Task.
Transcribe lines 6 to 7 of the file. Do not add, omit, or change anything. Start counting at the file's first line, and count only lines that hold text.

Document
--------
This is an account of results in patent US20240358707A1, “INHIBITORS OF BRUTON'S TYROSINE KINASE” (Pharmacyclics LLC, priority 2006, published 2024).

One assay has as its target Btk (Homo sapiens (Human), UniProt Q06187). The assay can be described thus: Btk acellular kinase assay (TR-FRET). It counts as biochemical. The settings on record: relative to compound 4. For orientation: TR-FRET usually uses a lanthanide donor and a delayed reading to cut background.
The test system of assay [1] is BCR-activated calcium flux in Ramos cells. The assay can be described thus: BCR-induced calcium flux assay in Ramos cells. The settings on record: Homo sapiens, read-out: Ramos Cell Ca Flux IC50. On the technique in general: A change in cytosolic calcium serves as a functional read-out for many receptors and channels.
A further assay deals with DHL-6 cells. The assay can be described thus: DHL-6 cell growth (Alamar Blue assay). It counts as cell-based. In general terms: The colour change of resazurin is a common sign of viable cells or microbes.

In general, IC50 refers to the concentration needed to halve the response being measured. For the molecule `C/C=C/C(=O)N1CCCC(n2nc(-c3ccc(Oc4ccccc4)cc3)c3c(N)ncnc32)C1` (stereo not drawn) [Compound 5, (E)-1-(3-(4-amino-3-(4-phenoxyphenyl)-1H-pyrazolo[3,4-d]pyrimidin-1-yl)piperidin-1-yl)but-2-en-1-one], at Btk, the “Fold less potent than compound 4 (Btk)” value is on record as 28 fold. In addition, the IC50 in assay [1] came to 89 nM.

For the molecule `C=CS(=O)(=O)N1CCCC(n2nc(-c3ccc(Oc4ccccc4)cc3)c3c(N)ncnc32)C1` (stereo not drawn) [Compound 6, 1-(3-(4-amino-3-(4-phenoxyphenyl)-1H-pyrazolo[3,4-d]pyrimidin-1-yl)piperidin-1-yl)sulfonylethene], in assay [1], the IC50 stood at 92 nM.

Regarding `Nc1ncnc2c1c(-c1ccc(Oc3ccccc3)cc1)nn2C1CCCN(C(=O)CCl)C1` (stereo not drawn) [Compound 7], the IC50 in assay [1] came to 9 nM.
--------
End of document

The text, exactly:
For the molecule `C=CS(=O)(=O)N1CCCC(n2nc(-c3ccc(Oc4ccccc4)cc3)c3c(N)ncnc32)C1` (stereo not drawn) [Compound 6, 1-(3-(4-amino-3-(4-phenoxyphenyl)-1H-pyrazolo[3,4-d]pyrimidin-1-yl)piperidin-1-yl)sulfonylethene], in assay [1], the IC50 stood at 92 nM.

Regarding `Nc1ncnc2c1c(-c1ccc(Oc3ccccc3)cc1)nn2C1CCCN(C(=O)CCl)C1` (stereo not drawn) [Compound 7], the IC50 in assay [1] came to 9 nM.